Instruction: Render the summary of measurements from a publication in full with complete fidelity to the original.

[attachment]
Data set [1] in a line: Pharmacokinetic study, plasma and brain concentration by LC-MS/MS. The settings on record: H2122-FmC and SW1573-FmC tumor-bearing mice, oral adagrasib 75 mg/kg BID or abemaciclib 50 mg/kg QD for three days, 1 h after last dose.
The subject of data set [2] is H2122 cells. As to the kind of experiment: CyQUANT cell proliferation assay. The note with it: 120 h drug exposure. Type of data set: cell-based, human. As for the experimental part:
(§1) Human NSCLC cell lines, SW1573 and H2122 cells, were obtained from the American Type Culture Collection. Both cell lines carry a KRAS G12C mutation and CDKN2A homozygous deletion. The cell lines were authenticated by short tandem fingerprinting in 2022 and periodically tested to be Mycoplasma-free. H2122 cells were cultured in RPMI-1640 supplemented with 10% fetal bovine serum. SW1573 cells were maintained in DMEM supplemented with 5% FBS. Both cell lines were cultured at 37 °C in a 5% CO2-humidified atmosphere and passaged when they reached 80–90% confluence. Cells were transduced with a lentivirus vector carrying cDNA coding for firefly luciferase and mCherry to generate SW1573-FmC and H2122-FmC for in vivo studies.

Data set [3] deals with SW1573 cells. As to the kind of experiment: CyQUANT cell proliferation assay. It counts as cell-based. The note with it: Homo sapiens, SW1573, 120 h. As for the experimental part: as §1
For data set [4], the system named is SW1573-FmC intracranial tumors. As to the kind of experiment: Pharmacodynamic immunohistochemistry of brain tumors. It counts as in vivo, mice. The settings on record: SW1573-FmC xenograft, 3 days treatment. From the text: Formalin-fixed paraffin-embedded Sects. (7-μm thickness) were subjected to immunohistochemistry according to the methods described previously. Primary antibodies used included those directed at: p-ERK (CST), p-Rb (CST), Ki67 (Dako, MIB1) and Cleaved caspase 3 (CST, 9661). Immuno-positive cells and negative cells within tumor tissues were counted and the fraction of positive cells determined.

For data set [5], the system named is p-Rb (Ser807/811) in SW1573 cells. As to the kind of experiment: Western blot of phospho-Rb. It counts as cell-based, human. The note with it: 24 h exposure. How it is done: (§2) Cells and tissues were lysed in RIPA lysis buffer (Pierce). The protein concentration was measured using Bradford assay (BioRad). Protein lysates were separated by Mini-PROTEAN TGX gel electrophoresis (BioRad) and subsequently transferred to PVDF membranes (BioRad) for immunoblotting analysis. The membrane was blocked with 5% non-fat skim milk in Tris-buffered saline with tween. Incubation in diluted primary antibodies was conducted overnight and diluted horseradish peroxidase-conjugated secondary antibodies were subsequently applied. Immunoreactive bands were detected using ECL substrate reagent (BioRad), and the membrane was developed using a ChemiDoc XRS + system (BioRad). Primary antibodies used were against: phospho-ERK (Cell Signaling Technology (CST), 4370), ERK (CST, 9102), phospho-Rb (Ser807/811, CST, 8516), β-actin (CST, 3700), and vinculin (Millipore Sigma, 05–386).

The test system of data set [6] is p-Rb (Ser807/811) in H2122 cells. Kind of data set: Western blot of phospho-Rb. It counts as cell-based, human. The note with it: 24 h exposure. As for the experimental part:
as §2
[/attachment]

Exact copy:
Data set [1] in a line: Pharmacokinetic study, plasma and brain concentration by LC-MS/MS. The settings on record: H2122-FmC and SW1573-FmC tumor-bearing mice, oral adagrasib 75 mg/kg BID or abemaciclib 50 mg/kg QD for three days, 1 h after last dose.
The subject of data set [2] is H2122 cells. As to the kind of experiment: CyQUANT cell proliferation assay. The note with it: 120 h drug exposure. Type of data set: cell-based, human. As for the experimental part:
(§1) Human NSCLC cell lines, SW1573 and H2122 cells, were obtained from the American Type Culture Collection. Both cell lines carry a KRAS G12C mutation and CDKN2A homozygous deletion. The cell lines were authenticated by short tandem fingerprinting in 2022 and periodically tested to be Mycoplasma-free. H2122 cells were cultured in RPMI-1640 supplemented with 10% fetal bovine serum. SW1573 cells were maintained in DMEM supplemented with 5% FBS. Both cell lines were cultured at 37 °C in a 5% CO2-humidified atmosphere and passaged when they reached 80–90% confluence. Cells were transduced with a lentivirus vector carrying cDNA coding for firefly luciferase and mCherry to generate SW1573-FmC and H2122-FmC for in vivo studies.

Data set [3] deals with SW1573 cells. As to the kind of experiment: CyQUANT cell proliferation assay. It counts as cell-based. The note with it: Homo sapiens, SW1573, 120 h. As for the experimental part: as §1
For data set [4], the system named is SW1573-FmC intracranial tumors. As to the kind of experiment: Pharmacodynamic immunohistochemistry of brain tumors. It counts as in vivo, mice. The settings on record: SW1573-FmC xenograft, 3 days treatment. From the text: Formalin-fixed paraffin-embedded Sects. (7-μm thickness) were subjected to immunohistochemistry according to the methods described previously. Primary antibodies used included those directed at: p-ERK (CST), p-Rb (CST), Ki67 (Dako, MIB1) and Cleaved caspase 3 (CST, 9661). Immuno-positive cells and negative cells within tumor tissues were counted and the fraction of positive cells determined.

For data set [5], the system named is p-Rb (Ser807/811) in SW1573 cells. As to the kind of experiment: Western blot of phospho-Rb. It counts as cell-based, human. The note with it: 24 h exposure. How it is done: (§2) Cells and tissues were lysed in RIPA lysis buffer (Pierce). The protein concentration was measured using Bradford assay (BioRad). Protein lysates were separated by Mini-PROTEAN TGX gel electrophoresis (BioRad) and subsequently transferred to PVDF membranes (BioRad) for immunoblotting analysis. The membrane was blocked with 5% non-fat skim milk in Tris-buffered saline with tween. Incubation in diluted primary antibodies was conducted overnight and diluted horseradish peroxidase-conjugated secondary antibodies were subsequently applied. Immunoreactive bands were detected using ECL substrate reagent (BioRad), and the membrane was developed using a ChemiDoc XRS + system (BioRad). Primary antibodies used were against: phospho-ERK (Cell Signaling Technology (CST), 4370), ERK (CST, 9102), phospho-Rb (Ser807/811, CST, 8516), β-actin (CST, 3700), and vinculin (Millipore Sigma, 05–386).

The test system of data set [6] is p-Rb (Ser807/811) in H2122 cells. Kind of data set: Western blot of phospho-Rb. It counts as cell-based, human. The note with it: 24 h exposure. As for the experimental part:
as §2